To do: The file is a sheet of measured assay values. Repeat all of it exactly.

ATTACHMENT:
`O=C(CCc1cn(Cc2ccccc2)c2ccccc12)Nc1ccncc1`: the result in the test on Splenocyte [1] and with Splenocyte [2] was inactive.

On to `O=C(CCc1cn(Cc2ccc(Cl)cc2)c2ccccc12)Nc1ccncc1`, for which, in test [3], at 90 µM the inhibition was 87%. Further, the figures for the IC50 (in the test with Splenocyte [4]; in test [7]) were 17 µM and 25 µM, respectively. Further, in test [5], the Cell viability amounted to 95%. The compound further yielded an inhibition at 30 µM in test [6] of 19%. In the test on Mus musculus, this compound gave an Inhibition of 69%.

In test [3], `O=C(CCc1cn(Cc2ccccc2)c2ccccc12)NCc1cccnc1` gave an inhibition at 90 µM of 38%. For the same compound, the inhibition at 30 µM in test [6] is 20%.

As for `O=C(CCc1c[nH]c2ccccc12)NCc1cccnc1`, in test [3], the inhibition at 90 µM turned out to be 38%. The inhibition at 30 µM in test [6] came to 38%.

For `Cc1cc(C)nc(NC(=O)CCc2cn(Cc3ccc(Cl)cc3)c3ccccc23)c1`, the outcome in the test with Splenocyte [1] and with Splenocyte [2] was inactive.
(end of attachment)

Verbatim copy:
`O=C(CCc1cn(Cc2ccccc2)c2ccccc12)Nc1ccncc1`: the result in the test on Splenocyte [1] and with Splenocyte [2] was inactive.

On to `O=C(CCc1cn(Cc2ccc(Cl)cc2)c2ccccc12)Nc1ccncc1`, for which, in test [3], at 90 µM the inhibition was 87%. Further, the figures for the IC50 (in the test with Splenocyte [4]; in test [7]) were 17 µM and 25 µM, respectively. Further, in test [5], the Cell viability amounted to 95%. The compound further yielded an inhibition at 30 µM in test [6] of 19%. In the test on Mus musculus, this compound gave an Inhibition of 69%.

In test [3], `O=C(CCc1cn(Cc2ccccc2)c2ccccc12)NCc1cccnc1` gave an inhibition at 90 µM of 38%. For the same compound, the inhibition at 30 µM in test [6] is 20%.

As for `O=C(CCc1c[nH]c2ccccc12)NCc1cccnc1`, in test [3], the inhibition at 90 µM turned out to be 38%. The inhibition at 30 µM in test [6] came to 38%.

For `Cc1cc(C)nc(NC(=O)CCc2cn(Cc3ccc(Cl)cc3)c3ccccc23)c1`, the outcome in the test with Splenocyte [1] and with Splenocyte [2] was inactive.